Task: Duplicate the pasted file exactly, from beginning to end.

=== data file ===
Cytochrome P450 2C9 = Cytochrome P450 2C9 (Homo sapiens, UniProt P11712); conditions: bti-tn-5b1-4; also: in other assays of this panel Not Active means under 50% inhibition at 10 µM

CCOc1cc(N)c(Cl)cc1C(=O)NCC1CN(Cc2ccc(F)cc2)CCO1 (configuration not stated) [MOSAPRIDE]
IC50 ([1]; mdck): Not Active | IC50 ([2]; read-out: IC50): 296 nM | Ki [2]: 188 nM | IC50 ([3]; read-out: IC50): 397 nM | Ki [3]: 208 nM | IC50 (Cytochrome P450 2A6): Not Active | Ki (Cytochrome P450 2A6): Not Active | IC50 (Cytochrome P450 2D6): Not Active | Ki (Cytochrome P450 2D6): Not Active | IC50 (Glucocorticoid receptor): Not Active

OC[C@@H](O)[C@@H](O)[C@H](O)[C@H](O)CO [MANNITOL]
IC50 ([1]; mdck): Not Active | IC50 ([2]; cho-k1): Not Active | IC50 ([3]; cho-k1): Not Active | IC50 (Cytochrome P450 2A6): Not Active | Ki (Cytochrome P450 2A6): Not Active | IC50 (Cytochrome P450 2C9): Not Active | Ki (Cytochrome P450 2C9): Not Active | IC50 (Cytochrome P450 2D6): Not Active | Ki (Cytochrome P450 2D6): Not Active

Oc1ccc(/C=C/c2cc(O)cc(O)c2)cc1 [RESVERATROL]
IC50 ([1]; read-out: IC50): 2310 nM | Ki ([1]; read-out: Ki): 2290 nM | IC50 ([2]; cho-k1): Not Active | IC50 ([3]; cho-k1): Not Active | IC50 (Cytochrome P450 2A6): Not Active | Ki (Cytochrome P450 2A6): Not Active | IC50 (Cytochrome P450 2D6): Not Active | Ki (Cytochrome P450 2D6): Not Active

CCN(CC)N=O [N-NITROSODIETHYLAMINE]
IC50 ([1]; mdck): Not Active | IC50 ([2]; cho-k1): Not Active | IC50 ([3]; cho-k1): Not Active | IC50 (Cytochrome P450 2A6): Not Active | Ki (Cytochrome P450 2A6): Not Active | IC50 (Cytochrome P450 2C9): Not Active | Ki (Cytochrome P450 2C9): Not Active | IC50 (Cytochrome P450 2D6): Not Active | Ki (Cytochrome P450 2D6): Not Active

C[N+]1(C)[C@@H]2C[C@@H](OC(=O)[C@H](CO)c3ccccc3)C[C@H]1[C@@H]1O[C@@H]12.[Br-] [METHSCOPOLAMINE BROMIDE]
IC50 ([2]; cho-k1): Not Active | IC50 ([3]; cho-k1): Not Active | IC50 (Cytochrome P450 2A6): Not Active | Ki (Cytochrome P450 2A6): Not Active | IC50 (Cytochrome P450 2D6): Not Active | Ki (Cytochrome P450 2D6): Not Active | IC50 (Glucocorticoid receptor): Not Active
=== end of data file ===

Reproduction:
Cytochrome P450 2C9 = Cytochrome P450 2C9 (Homo sapiens, UniProt P11712); conditions: bti-tn-5b1-4; also: in other assays of this panel Not Active means under 50% inhibition at 10 µM

CCOc1cc(N)c(Cl)cc1C(=O)NCC1CN(Cc2ccc(F)cc2)CCO1 (configuration not stated) [MOSAPRIDE]
IC50 ([1]; mdck): Not Active | IC50 ([2]; read-out: IC50): 296 nM | Ki [2]: 188 nM | IC50 ([3]; read-out: IC50): 397 nM | Ki [3]: 208 nM | IC50 (Cytochrome P450 2A6): Not Active | Ki (Cytochrome P450 2A6): Not Active | IC50 (Cytochrome P450 2D6): Not Active | Ki (Cytochrome P450 2D6): Not Active | IC50 (Glucocorticoid receptor): Not Active

OC[C@@H](O)[C@@H](O)[C@H](O)[C@H](O)CO [MANNITOL]
IC50 ([1]; mdck): Not Active | IC50 ([2]; cho-k1): Not Active | IC50 ([3]; cho-k1): Not Active | IC50 (Cytochrome P450 2A6): Not Active | Ki (Cytochrome P450 2A6): Not Active | IC50 (Cytochrome P450 2C9): Not Active | Ki (Cytochrome P450 2C9): Not Active | IC50 (Cytochrome P450 2D6): Not Active | Ki (Cytochrome P450 2D6): Not Active

Oc1ccc(/C=C/c2cc(O)cc(O)c2)cc1 [RESVERATROL]
IC50 ([1]; read-out: IC50): 2310 nM | Ki ([1]; read-out: Ki): 2290 nM | IC50 ([2]; cho-k1): Not Active | IC50 ([3]; cho-k1): Not Active | IC50 (Cytochrome P450 2A6): Not Active | Ki (Cytochrome P450 2A6): Not Active | IC50 (Cytochrome P450 2D6): Not Active | Ki (Cytochrome P450 2D6): Not Active

CCN(CC)N=O [N-NITROSODIETHYLAMINE]
IC50 ([1]; mdck): Not Active | IC50 ([2]; cho-k1): Not Active | IC50 ([3]; cho-k1): Not Active | IC50 (Cytochrome P450 2A6): Not Active | Ki (Cytochrome P450 2A6): Not Active | IC50 (Cytochrome P450 2C9): Not Active | Ki (Cytochrome P450 2C9): Not Active | IC50 (Cytochrome P450 2D6): Not Active | Ki (Cytochrome P450 2D6): Not Active

C[N+]1(C)[C@@H]2C[C@@H](OC(=O)[C@H](CO)c3ccccc3)C[C@H]1[C@@H]1O[C@@H]12.[Br-] [METHSCOPOLAMINE BROMIDE]
IC50 ([2]; cho-k1): Not Active | IC50 ([3]; cho-k1): Not Active | IC50 (Cytochrome P450 2A6): Not Active | Ki (Cytochrome P450 2A6): Not Active | IC50 (Cytochrome P450 2D6): Not Active | Ki (Cytochrome P450 2D6): Not Active | IC50 (Glucocorticoid receptor): Not Active